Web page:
The analogy between the 4 classical elements (Earth, Water, Air, Fire) and the 4 states of matter (Solid, Liquid, Gas, Plasma) when highlighted, is fairly clear to see. The idea has always fascinated me, inviting some form of musical response.
At the same time, I have become increasingly interested in the idea that intervals based on the same prime number may have similar characteristics in the way that they are interpreted by the mind. For example 5ths, 4ths and 9ths sound similar, having a structural or even an architectural quality and all share 3 as a common factor. The same can be said of Major and Minor 3rds and 6ths, the classic happy and sad intervals, which share 5. Even to non-musicians the octave, which has the closest relationship of them all, a factor of 2, sounds like the same note even though they are not. The question of whether these relationships are as clear in ratios of 7 or 11 is something I have increasingly wanted to explore.
While considering these two ideas independently, it occurred to me that it might be possible to metaphorically pair numbers and intervals with states and therefore link the character of the intervals with the character of the state, as follows:
Earth 2 Solid, Air 3 Gas, Water 5 Liquid, Fire 7 Plasma.
It should be noted that there is nothing innately linking any one number to a particular state and in the case of “Earth” the timbre of the sounds dictates the harmony of the piece more than the notes themselves but the relationship is stated more obviously through rhythmic devices.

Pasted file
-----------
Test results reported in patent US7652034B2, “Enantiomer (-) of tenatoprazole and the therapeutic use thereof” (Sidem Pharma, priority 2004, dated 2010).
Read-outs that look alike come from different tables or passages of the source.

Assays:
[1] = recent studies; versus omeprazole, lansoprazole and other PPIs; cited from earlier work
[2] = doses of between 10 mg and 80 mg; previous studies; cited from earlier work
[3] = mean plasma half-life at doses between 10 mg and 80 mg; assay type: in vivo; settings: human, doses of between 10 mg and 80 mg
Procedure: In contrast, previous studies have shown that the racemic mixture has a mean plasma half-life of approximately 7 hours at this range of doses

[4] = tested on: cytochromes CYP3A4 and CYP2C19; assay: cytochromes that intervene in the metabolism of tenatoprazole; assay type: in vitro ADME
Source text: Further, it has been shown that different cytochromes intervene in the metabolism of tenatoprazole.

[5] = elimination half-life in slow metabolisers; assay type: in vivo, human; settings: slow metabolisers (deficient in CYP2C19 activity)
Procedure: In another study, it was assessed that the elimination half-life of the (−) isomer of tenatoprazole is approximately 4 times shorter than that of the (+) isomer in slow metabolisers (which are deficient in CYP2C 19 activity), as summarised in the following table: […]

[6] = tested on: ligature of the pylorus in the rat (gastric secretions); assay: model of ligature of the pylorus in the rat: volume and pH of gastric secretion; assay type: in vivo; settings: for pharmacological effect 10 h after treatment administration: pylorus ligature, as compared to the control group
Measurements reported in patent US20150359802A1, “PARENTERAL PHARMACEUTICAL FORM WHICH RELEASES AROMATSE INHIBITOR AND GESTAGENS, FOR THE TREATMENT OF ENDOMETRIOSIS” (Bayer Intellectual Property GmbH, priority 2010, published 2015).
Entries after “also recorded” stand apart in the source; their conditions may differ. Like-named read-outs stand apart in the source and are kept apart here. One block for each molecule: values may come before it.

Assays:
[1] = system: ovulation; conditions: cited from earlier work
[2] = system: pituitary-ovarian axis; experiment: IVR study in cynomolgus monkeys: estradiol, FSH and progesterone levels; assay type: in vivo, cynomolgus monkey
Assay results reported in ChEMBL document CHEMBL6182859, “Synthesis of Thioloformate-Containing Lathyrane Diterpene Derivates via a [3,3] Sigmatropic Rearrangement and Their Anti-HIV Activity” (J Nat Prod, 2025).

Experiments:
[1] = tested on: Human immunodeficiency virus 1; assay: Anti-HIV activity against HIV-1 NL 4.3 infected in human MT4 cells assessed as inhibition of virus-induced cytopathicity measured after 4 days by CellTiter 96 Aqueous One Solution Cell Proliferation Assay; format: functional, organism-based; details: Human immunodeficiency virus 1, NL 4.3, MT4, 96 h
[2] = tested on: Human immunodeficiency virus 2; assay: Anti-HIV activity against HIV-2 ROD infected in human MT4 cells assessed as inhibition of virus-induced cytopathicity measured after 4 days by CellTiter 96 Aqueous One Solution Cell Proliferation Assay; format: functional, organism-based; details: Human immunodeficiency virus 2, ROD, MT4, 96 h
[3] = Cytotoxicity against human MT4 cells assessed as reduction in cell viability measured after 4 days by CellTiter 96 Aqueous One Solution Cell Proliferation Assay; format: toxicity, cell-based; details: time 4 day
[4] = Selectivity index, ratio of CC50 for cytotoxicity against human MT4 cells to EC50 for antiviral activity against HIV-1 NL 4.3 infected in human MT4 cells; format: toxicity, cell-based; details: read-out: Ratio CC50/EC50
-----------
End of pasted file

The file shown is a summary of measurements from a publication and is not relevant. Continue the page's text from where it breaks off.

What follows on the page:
The final 5th element, Ether, is somewhat of an aberration, being supposedly the material making up the “heavens” and having no equivalent as a state of matter in nature. It has however been hugely influential as an idea, lending its name to one of the most widely used communications technologies, Ethernet. This technology forms part of the bedrock of the virtual world we know as the Internet. Whilst the first four elements used only acoustic sounds with no artificial reverberation, the last element is created synthetically, perhaps reflecting an imagined virtual state of matter, hence:
Ether 11 Virtual.
Apart from Ether, all of the pieces consist of two sound sources, household objects made of glass or metal, and environmental field recordings collected over the last 30 years. Quite a few of these recordings were captured on cassette in the 1980s and have not been used since then.
Like the pieces themselves, the title “Elemental States” is an amalgam and, as far as I can tell, not a scientific term. The concept of the classical elements has been explored in many ways artistically and spiritually through the years and has become embedded in mysticism both old and new. While I certainly hope the listener will connect emotionally or even spiritually to the work, it should be made clear that it is not inspired by spiritual ideas.